F-35 fighter deliveries put on hold after Chinese components discovered

News


Joseph Morton

The Dallas Morning News

WASHINGTON — The Pentagon will temporarily stop accepting deliveries of F-35 joint strike fighters produced by Lockheed Martin in North Texas after it was discovered a magnet being used in the advanced jets includes an alloy from China.

The pause does not affect F-35s already delivered and being flown by the Air Force, Navy and Marines.

“We have confirmed that the magnet does not transmit information or harm the integrity of the aircraft, and there are no performance, quality, safety or security risks associated with this issue, and flight operations for the F-35 in-service fleet will continue as normal,” F-35 Joint Program Office spokesman Russell Goemaere said in a prepared statement.

Lockheed Martin said the program supports tens of thousands of direct and indirect jobs in Texas. That includes the company’s primary F-35 production facility in Fort Worth, where it has about 18,000 employees.

The company plans to keep its Fort Worth production line rolling during the pause and will simply store the completed aircraft until deliveries can resume.

It’s possible a waiver will be required for acceptance of F-35s containing noncompliant materials, meaning a senior Pentagon official would have to determine that accepting those aircraft is necessary to U.S. national security interests.

In a prepared statement, Lockheed said it’s working with partners and the Pentagon to resolve the issues quickly, resume deliveries and ensure it is in compliance with all relevant laws and contract obligations.

The prominent defense contractor said it has already delivered 88 F-35s this year and remains on track to hit its target of 148-153 jets by the end of the year.

The F-35 consists of 300,000 parts made by more than 1,700 suppliers, according to Lockheed.

The offending part that triggered the pause is a magnet used in the F-35 Turbomachine manufactured by Honeywell. It includes cobalt and samarium alloy recently determined to be produced in China.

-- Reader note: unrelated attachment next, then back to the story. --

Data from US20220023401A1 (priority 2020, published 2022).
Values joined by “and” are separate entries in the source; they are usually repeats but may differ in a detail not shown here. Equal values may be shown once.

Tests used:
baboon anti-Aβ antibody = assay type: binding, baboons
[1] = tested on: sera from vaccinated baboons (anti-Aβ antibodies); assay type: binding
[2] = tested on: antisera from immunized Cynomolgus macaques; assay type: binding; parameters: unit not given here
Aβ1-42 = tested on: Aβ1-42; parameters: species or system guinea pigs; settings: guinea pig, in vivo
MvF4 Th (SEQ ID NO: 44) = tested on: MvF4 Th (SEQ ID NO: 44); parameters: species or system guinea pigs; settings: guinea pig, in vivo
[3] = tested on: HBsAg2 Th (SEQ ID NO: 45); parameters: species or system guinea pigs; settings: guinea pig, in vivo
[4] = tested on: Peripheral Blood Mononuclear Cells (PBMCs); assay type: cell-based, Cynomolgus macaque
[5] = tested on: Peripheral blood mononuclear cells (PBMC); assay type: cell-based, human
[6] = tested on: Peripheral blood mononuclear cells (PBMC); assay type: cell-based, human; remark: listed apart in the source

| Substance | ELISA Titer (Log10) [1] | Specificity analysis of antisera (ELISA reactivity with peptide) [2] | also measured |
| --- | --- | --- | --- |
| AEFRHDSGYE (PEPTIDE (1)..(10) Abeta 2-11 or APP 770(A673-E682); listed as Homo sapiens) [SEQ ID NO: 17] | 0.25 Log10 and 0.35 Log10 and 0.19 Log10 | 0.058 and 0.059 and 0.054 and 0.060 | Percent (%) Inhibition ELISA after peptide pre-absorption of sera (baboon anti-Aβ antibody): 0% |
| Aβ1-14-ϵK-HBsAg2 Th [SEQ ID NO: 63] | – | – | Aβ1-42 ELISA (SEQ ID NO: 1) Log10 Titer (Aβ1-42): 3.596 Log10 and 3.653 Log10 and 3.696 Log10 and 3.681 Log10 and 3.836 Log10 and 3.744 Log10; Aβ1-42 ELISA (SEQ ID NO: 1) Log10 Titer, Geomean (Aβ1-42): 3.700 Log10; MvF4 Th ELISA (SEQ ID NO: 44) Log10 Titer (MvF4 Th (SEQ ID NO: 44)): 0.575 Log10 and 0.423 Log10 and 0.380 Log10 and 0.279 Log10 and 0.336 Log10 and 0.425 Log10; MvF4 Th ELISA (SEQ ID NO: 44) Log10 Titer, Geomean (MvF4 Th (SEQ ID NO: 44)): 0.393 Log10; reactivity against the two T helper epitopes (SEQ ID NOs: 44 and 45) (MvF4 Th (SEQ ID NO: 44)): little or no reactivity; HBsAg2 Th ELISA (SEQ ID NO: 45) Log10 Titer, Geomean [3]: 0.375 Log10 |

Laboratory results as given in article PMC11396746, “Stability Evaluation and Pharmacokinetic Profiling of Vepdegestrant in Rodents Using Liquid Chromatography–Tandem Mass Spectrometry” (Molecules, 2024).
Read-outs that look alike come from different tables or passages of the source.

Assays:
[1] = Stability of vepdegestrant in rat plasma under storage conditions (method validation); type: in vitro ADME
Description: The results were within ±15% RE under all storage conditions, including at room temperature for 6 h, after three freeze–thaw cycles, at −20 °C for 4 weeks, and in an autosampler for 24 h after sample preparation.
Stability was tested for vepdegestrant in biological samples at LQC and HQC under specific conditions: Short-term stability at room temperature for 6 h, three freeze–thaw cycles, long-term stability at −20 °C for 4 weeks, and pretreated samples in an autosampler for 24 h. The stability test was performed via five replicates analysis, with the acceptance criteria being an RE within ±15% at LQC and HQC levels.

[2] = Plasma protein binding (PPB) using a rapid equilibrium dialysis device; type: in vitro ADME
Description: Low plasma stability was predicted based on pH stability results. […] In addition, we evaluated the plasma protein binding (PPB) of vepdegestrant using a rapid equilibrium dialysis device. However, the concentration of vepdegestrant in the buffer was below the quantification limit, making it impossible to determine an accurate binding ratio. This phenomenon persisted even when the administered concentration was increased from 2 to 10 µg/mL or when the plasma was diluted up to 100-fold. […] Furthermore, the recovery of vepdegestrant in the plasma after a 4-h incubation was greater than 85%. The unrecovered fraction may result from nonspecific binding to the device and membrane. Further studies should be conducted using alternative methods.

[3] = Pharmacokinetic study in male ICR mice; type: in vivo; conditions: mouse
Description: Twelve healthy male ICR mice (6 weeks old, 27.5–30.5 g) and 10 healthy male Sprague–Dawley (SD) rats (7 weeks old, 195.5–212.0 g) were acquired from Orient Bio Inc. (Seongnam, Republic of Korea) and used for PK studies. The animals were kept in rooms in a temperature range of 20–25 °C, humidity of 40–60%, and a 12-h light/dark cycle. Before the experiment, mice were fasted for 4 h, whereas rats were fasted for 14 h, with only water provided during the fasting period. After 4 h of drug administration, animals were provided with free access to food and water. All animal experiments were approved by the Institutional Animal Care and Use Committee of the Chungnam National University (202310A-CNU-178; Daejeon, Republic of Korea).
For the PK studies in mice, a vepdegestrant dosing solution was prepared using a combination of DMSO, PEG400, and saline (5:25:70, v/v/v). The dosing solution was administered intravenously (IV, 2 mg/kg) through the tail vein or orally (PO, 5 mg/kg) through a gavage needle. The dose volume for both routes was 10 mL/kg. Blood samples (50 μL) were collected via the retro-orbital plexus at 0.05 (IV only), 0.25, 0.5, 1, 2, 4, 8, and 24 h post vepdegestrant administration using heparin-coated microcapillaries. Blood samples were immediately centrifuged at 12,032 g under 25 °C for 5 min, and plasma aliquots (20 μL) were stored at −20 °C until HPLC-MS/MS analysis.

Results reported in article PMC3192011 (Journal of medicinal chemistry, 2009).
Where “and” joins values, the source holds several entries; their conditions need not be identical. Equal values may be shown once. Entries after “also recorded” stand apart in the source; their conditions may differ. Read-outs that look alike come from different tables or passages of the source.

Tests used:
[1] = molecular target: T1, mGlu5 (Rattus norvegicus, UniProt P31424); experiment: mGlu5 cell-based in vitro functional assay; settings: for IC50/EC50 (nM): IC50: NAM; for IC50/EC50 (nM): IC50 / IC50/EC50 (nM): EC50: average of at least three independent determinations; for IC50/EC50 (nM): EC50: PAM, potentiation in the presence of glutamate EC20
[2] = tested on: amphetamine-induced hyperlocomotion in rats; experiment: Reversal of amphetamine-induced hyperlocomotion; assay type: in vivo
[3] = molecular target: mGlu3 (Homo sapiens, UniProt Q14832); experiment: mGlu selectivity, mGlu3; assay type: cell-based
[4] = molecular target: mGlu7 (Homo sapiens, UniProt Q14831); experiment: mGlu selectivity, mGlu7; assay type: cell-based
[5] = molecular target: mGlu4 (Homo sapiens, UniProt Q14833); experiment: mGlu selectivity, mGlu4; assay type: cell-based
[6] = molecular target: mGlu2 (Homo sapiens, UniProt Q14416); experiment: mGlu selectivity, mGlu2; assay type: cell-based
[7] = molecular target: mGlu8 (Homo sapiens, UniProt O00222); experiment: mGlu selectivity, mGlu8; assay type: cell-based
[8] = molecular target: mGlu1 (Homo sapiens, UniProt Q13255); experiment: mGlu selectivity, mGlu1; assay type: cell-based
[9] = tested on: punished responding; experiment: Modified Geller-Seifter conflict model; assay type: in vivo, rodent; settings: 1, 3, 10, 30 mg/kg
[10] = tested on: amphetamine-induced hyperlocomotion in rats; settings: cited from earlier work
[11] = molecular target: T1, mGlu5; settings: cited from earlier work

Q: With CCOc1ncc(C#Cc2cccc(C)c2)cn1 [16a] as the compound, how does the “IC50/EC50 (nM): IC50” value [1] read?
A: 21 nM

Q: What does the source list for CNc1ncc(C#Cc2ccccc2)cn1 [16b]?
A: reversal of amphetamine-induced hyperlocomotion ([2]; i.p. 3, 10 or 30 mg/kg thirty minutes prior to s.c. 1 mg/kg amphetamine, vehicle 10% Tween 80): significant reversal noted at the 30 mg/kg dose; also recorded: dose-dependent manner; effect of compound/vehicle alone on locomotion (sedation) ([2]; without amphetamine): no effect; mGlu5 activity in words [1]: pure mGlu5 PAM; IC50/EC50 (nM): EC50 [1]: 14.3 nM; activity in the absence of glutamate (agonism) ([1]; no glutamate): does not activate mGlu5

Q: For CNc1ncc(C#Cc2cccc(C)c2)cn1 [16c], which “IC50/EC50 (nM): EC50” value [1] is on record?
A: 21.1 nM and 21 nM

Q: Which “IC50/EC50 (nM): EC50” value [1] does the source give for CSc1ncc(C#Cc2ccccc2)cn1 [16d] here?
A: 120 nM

Honeywell released a statement that it’s committed to supplying high-quality parts.

“We are working closely with DOD and Lockheed Martin to ensure that we continue to achieve those commitments on products Honeywell supplies for use on the F-35,” the company said.

Goemaere said defense contractors involved voluntarily shared information with the military once the issue with the part was discovered and have found an alternate source for the alloy to be used in the future.

“Further investigation is underway to understand the causal factors for the non-compliance and to establish corrective action,” he said.

220111-N-SS492-0110 PACIFIC OCEAN (Jan. 11, 2022) — An F-35B Lightning II attached to the “Flying Leathernecks” of Marine Fighter Attack Squadron (VMFA) 122 sits on the flight deck of amphibious assault ship USS Tripoli (LHA 7), Jan. 11. This is the first time F-35s have operated aboard Tripoli. Tripoli is underway conducting routine operations in U.S. 3rd Fleet. (U.S. Navy photo by Chief Mass Communication Specialist Brian P. Biller)

A fifth-generation multi-role fighter, the F-35 has stealth capabilities and cutting-edge sensors that make it uniquely adept at penetrating and eliminating enemy defenses.

Upgrade challenges and cost overruns, however, have drawn criticism from watchdogs and prompted the Pentagon to temporarily reduce the number of F-35s in its annual budget request.

At the same time, U.S. military leaders have emphasized repeatedly they are committed to the plane as the cornerstone of the U.S. fighter fleet for years to come. And a number of other countries are clamoring for the jets in the wake of Russia’s invasion of Ukraine.

Because the Pentagon is a middleman in the international transactions, the magnet issue has also put those sales on pause.

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